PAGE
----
This early 90s blue label police sale Glock 21 is a throwback to the AWB years.

This early 2000s blue label police sale Glock 21 is a throwback to the AWB years.


New For Sale Page

Hey, I have inventory again!  Check out the For Sale page, where each item is detailed with at least one good photo.  A couple of them still need updated with new photos since I just overhauled my work table lighting, but I'll have those done soon.

As always, local buyers are welcome to stop by and check them out in person or test fire used guns.  Since several of them are older blue labels with dim or dead night sights, I'll also be offering replacement sights at cost with discounted installs at only $15 for the Glocks and M&P40!

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Disassembly Guide: Springfield Armory XD-S

When the Springfield XDS hit the market a few years ago, it made a big splash for being a tiny gun with a lot of punch.  Who was crazy enough to make a five-shot single stack micro-compact in .45ACP?  The runaway success of the XDS, despite its teething pains with a prominent recall, led Springfield to branch out into the highly anticipated 9x19 and .40S&W cartridges, new SKUs, and new barrel lengths.  Shrinking down the XD/M designs into a palm sized package no doubt took plenty of engineering effort, but the heart of the design remains reminiscent of its bigger brothers.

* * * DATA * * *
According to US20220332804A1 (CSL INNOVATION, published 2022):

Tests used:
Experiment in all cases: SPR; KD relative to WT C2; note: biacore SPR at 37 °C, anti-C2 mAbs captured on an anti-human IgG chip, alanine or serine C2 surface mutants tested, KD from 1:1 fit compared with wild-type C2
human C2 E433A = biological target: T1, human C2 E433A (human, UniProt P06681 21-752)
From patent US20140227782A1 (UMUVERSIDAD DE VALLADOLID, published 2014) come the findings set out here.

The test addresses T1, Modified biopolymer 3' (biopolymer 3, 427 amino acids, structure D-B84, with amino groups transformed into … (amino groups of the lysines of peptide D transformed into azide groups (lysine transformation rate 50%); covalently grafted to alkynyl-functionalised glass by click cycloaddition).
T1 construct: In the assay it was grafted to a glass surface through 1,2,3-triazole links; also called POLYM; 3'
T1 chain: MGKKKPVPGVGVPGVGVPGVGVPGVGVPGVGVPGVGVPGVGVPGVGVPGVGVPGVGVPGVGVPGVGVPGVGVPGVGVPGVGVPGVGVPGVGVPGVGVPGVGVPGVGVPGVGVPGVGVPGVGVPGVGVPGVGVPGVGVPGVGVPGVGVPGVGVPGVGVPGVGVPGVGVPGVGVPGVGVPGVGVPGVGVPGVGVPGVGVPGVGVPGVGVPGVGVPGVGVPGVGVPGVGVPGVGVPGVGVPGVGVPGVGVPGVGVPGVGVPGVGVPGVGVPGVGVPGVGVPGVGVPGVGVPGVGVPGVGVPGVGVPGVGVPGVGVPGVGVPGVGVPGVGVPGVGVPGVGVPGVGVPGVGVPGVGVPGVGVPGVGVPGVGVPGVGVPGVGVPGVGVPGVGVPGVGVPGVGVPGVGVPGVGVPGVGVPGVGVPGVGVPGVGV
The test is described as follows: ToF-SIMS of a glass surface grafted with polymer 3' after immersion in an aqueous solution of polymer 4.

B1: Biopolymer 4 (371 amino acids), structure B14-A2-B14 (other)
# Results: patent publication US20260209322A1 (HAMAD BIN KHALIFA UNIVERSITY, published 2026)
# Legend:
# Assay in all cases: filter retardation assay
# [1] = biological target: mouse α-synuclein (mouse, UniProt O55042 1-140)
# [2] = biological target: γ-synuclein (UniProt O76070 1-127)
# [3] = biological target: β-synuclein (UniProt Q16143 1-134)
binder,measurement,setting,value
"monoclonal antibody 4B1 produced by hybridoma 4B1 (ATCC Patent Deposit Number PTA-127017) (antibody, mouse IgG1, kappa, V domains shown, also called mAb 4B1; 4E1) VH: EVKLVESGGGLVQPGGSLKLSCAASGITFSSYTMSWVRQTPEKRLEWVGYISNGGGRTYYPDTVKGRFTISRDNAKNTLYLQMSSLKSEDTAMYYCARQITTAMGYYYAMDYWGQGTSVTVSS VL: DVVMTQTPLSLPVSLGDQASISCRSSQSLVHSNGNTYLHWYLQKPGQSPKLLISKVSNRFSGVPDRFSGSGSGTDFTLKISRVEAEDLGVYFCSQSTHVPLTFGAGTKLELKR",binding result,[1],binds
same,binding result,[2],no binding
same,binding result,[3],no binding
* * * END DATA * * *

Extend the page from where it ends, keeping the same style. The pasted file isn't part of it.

XDS .45 Two Tone

XDS .45 Two Tone


Guides on the horizon

It's been a very, very long drought without any real content while our businesses have kept me busy the past few months.  The good news is we're back on the auction circuit picking up some cool guns and some of them have turned out to be oddballs worthy of posting about!  I'll be putting up some For Sale listings soon for several of our new purchases, but here's a quick rundown of the things I have lined up for Soon™:

  • Winchester Model 50, guide and history
  • Sig P228, general P2xx series guide and some commentary on them
  • Polish Semi-auto RPD build guide and thoughts on their conversion design
  • Savage 6A (aka 87, 187...) guide and history
  • Savage 59A guide and history

I'm also hoping to do a post talking about the generational differences between the S&W M&P series pistols.  Many people are well versed in the generations for Glock, but unlike the Austrian tupperware wonder the M&P hasn't undergone drastic visual differences in the frame to make them easy to distinguish.  At least, they didn't until the recent debut of the M&P M2.0 generation, which you can tell apart at a glance.  There's a lot of M&Ps out there spanning at least four major revisions to my knowledge, but my info is spotty so I'd like to get more details as best I can before I go dedicating an article to it!

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Don’t judge a book by its cover…

Sometimes you come across guns that look like they've seen better days.  Finish worn off all over the place, scuffs and scrapes, anodizing or parkerizing worn right through to bare metal.

Must have a respectable round count!

Must have a respectable round count!

Wear patterns can tell a good story and show you how the gun was used or give some hints to the round count.  It's not an exact science by any means, but a well worn P226 like this has seen a couple thousand through it at least.  All of the springs are strong, the internals are in great shape and the gun can no doubt go for another ten thousand before it even slows down.  Don't let that bluing wear scare you off though, sometimes looks can be deceiving...